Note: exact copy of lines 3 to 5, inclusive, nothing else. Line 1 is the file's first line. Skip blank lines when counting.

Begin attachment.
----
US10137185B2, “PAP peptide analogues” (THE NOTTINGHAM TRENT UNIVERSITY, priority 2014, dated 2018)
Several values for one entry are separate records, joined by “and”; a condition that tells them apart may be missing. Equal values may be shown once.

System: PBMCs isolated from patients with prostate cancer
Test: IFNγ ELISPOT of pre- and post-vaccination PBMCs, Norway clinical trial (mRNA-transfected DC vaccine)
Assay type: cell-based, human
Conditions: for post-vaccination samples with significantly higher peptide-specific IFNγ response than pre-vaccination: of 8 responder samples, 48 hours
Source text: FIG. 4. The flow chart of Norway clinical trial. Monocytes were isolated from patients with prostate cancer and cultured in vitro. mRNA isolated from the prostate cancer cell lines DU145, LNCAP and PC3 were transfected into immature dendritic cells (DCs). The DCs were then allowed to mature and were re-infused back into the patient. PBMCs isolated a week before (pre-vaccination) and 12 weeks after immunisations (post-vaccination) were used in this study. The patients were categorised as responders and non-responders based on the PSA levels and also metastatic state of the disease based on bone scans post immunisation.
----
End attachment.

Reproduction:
System: PBMCs isolated from patients with prostate cancer
Test: IFNγ ELISPOT of pre- and post-vaccination PBMCs, Norway clinical trial (mRNA-transfected DC vaccine)
Assay type: cell-based, human